Wastewater treatment and resource recovery for poverty alleviation: a combined duckweed and water hyacinth pond system
Hounkpe Wendeou, Sèna Peace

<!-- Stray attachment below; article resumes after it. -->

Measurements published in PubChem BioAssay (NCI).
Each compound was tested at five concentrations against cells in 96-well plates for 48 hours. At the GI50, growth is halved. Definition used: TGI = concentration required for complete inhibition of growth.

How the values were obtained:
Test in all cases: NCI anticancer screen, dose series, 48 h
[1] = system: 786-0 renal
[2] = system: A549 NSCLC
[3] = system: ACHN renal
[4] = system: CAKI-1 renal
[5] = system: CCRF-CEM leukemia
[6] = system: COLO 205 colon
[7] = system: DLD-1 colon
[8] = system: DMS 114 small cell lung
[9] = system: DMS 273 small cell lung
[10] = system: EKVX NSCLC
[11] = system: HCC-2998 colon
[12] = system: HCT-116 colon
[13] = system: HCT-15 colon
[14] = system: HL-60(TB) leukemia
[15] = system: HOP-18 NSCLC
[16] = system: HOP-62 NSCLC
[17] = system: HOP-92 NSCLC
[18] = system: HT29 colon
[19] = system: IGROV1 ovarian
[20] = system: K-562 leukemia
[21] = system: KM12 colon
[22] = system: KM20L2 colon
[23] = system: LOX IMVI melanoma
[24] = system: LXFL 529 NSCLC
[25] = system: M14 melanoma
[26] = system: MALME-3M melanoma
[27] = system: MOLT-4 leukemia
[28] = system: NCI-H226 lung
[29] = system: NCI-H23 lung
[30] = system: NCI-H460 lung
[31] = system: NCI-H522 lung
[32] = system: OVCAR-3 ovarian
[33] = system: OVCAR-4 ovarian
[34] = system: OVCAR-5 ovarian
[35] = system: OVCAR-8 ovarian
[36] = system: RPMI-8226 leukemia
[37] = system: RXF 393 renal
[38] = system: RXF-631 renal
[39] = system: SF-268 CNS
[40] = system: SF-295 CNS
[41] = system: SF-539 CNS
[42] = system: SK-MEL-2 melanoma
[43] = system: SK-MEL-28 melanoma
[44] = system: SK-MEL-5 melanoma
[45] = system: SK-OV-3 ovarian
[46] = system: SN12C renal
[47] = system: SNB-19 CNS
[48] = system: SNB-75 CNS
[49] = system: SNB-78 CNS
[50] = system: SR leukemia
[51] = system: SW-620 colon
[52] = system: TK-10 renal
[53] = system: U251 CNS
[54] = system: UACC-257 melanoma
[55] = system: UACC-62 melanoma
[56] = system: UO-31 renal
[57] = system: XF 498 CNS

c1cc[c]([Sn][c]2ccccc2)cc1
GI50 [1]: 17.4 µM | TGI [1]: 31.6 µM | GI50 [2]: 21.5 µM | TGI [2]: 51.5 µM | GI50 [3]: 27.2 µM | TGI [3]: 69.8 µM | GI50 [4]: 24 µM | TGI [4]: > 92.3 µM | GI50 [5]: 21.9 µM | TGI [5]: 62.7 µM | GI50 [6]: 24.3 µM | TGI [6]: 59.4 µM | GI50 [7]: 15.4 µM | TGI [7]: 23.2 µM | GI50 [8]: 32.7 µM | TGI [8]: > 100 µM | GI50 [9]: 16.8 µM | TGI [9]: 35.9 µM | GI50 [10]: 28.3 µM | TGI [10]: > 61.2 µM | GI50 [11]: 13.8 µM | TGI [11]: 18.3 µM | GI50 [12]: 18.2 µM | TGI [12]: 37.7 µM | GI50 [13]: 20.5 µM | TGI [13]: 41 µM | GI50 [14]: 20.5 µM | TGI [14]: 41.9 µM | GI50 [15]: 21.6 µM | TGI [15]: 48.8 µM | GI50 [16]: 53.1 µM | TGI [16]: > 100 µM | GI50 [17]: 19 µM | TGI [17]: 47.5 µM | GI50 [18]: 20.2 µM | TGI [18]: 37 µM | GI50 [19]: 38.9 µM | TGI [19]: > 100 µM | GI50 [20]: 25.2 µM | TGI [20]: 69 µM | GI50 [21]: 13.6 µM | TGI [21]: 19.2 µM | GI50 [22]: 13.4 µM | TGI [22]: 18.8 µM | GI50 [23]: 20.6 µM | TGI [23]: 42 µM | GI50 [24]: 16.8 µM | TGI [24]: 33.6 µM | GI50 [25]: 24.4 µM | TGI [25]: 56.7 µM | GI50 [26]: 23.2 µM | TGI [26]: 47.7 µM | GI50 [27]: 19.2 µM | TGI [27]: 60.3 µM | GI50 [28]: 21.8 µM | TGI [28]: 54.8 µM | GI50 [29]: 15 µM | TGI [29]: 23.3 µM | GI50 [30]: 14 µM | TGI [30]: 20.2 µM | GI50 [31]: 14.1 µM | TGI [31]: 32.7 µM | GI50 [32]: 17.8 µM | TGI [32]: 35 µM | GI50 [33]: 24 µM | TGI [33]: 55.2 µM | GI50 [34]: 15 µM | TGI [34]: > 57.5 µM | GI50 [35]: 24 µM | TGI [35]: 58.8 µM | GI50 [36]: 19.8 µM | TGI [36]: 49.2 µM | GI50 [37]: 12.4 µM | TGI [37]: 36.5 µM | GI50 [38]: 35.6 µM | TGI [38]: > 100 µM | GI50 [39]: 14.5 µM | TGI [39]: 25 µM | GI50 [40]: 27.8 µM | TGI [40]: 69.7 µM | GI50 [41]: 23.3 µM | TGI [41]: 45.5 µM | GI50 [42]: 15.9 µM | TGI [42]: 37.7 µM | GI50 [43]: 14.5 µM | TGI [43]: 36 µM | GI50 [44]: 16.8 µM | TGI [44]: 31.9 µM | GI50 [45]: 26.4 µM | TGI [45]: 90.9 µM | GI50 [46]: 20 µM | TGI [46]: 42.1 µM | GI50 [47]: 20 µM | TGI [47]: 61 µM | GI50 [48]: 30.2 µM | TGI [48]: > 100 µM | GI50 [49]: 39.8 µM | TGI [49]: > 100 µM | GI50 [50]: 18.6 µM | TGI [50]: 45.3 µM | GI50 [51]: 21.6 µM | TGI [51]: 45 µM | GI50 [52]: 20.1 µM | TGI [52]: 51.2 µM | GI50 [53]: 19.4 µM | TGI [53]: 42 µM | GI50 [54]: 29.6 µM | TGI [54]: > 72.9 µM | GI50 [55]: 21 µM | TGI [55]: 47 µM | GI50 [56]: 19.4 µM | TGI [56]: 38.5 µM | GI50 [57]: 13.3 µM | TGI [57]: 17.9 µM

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Floating macrophyte pond systems, with the ability to produce nutrient enriched plants simultaneously with wastewater treatment, are a sustainable solution to contribute to environmental protection and safe nutrient recovery from domestic wastewater. However, to meet the requirements for reuse with high strength wastewater containing high levels of metal pollution generated in developing countries, an adequate combination of water hyacinth and duckweed ponds is proposed in order to take advantage of the best characteristics of each of these macrophyte ponds. This research focused on the advancing of the understanding of the effectiveness of treatment and resource recovery under the effect of changing operational parameters such as pH, light intensity, influent metal content and fluctuating pollutants loading rate on pond performance and recycling ability in order to fill the noticed gap of knowledge. Experiments conducted in water hyacinth ponds (WHP), under batch and tropical natural weather conditions, revealed that pH between 6.4 and 7.1, full sunlight and seven days hydraulic retention time were optimum for plant biomass production and pollutant removal in WHP. WHP was able to regulate pH when the initial pH values moved outside this interval with a drop in biomass production as a side effect. These ponds showed a first order kinetic for the removal of iron, zinc and copper from aqueous solution and their accumulation in plants biomass with a preferential sequence Fe>Zn>Cu. However the presence of metals in water hyacinth biomass led to the reduction in ponds performances and a risk of re-pollution of the effluent through the release of metals into water. A comparative study carried out over sixty-two weeks in a pilot scale combined water hyacinth and duckweed ponds (DWP) channel and waste stabilization ponds channel working under fluctuating loading rates showed different environmental conditions occurred these ponds. The fluctuating loading rate was also found to have a reduced effect on the combined WHP/DWP channel performance and effluent quality stability with the effluents meeting the entire reuse requirement at high hydraulic flow rate (retention time greater than 20 days). Fish was able to grow in the WHP/DWP channel. Results suggested some guidelines on WHP/DWP system design, operation and maintenance. The overall outcome of this research is a significant contribution to the development of integrated combined WHP/DWP technology for treatment of wastewater and resource recovery on site.